Razid suggests against forming groups dedicated to Digging each others’ work, but I have to disagree with that one.  I would avoid any group that commits you to Digging something you don’t think is superb, but it can come in handy to have, say, 50 other webmasters and bloggers who are willing to look at what you have and Digg it.  And it is not too much to ask for you to do the same.  The trouble comes if everyone in the group is always Digging all the same content “just because”.  That becomes spam and you will get bumped from the community.

And the most important piece of advice… if at first you do not succeed, try, try again.  Sooner or later, something you write will get picked up.

 


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Tips for Mining Google’s Backlink Data

Wednesday, April 4th, 2007

Since Google SiteMaps expanded to Google Webmaster Central, webmasters have some interesting new tools at their disposal.  One of those is the backlink checker.

It is widespread knowledge that a search for backlinks in Google brings back results that are pretty much useless.  I have yet to hear a single SEO specialist offer even a theory about the algorithm for such a search.  For the past year, Yahoo has been offering a much improved backing search. 

Of course, most webmasters know who links to them when they post to directories or engage in a link partnership with another website. But after a few months on the Web, most actively promoted websites of any discernable quality start attracting inbound links unbeknownst to the webmaster.  Google Webmaster Central now reveals those links, on a page-by-page basis.  Here are some ways that you can mine the data Google gives you:

  • Find out which pages are being linked to…you might have link-bait without knowing it.  For instance, if you have attracted three links to an article that you never even promoted, that’s a good sign that maybe you should promote the article; it is obviously of interest.
  • When you find a page that has attracted unsuspected links, review that page and develop a plan to create similar pages with similar characteristics that would also be of interest to other website owners who might link to your site without prompting.
  • Another thing to do when you find unexpected links to a certain page is to capitalize on the link strength of the page and optimize it for additional search terms (or optimize it for any search terms if this had not already been done). 
  • Find out who is linking to you.  There might be sites that come as a surprise.  If you see some sites that had unexpectedly link to you, search Google for similar sites, because they might also want to link to you..
  • Look who is linking to what pages on your site.  Perhaps there are other pages that would interest them.  If another site links to ten pages on your site, that’s better than linking to just one, right?
  • If you post articles to various article directories, this is a great way to find out who else has picked up your articles without your knowledge, and submit future articles directly to them.  For instance, I have many of my articles listed at David Leonhardt’s Idea Marketers Profile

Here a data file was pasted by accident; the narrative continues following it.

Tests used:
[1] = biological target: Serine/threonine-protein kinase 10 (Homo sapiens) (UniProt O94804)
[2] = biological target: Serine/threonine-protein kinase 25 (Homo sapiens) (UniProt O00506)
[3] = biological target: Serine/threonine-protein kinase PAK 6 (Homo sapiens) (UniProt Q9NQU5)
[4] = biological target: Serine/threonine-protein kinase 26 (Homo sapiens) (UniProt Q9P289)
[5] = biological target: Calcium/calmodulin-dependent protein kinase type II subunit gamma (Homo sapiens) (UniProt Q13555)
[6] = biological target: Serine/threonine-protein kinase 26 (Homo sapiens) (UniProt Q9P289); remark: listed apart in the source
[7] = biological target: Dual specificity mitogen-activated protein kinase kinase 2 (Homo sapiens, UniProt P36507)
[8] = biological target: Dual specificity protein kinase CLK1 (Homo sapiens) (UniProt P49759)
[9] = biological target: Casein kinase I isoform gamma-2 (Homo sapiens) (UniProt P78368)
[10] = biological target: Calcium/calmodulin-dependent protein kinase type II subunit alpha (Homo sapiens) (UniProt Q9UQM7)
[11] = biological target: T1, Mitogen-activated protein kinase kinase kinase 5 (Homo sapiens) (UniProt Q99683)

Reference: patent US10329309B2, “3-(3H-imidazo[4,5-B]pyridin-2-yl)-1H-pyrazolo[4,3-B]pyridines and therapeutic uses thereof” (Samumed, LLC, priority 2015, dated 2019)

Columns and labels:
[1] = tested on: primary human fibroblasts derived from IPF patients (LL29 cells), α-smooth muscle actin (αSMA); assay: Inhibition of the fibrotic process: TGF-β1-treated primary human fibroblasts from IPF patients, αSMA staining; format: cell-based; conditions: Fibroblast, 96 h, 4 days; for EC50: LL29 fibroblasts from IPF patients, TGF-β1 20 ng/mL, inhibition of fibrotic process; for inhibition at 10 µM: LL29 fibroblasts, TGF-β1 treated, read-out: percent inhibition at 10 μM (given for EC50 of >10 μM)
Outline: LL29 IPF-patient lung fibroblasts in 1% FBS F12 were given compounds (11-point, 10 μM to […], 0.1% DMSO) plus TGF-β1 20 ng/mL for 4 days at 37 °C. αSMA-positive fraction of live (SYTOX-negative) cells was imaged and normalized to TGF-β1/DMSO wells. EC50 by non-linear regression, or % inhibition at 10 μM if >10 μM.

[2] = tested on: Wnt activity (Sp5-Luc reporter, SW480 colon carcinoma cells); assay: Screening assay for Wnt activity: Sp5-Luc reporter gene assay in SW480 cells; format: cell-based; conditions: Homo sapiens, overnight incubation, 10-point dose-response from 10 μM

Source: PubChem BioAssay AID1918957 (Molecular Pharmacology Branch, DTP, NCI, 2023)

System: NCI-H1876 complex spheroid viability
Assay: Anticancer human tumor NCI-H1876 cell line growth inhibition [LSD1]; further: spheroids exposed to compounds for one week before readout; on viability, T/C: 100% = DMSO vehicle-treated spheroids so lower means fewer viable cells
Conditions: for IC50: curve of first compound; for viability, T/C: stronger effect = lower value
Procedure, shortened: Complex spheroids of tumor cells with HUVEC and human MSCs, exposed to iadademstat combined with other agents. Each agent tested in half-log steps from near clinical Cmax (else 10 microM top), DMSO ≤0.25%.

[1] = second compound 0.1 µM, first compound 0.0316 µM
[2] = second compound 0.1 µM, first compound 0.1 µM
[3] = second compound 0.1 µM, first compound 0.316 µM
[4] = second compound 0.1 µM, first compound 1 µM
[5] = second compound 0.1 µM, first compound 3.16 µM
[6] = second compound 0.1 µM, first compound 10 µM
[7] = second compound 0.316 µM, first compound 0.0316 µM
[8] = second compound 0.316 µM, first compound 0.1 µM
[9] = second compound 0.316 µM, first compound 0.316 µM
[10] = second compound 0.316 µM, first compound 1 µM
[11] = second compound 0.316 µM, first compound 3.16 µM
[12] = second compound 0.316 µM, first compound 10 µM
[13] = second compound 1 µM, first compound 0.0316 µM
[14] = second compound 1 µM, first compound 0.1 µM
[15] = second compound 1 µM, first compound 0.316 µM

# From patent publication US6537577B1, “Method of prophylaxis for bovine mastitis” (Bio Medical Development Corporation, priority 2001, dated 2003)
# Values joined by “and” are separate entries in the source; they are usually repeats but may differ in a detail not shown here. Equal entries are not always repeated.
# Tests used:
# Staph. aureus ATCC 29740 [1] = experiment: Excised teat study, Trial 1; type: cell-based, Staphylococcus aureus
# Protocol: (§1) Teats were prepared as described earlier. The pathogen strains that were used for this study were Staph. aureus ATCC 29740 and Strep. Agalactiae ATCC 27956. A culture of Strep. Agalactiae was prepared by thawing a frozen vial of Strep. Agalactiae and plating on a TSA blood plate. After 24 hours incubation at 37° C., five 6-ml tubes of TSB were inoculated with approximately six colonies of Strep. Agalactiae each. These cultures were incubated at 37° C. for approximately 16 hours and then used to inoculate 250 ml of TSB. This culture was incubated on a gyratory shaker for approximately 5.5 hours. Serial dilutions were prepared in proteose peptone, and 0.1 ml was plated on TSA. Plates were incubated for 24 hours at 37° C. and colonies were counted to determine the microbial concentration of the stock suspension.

Yahoo is still your best tool for competitive link intelligence, because Google Webmaster Central gives you information only on sites you have verified as belonging to you.  Together, these are two very powerful webmaster tools.

 


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The Silly Myth About Reciprocal Links

Monday, April 2nd, 2007

“I would like to exchange links with you to maximize Page Rank on Google for both of us, but it is important not to link to the same site – they need to be different sites to count on Google” 

It’s not the first time some linking email message lectures me about how Google ignores reciprocal links.  Of course, that’s total phony bologna.  Google values links based on their value, not on whether the other site links back.  It is actually a very natural thing for two sites in the same niche to link to each other.  It is also good marketing to exchange visible links with non-competing, related websites.  And it is totally legitimate to show visitors and search engines alike that you are related in topic to another website that Google might also value.  Google has no interest in discounting legitimate reciprocal linking. What Google does want and even need to discount are links set up to mess up its results.  All links built solely for the purpose of cooking Google’s results are therefore discouraged.  Those that are aggressive enough to skew Google’s results must be stopped.  Google has that obligation, otherwise it will lose its clientele. In case you, too, are tired of receiving such misinformed emails, here is how I just responded to one: 

“I think you have been taken for a bit of a ride by some way-too-clever SEO charlatan who thinks that reciprocal linking is being penalized or discounted by Google.  At best, three-way link exchanges add some variation amidst two-way link exchanges; at worst, the search engines (who can easily read such schemes) would read this as an attempt to scam them.  I personally don’t think it makes a hill of beans difference whether there are two-way or three-way exchanges.  I do what makes sense for each website.”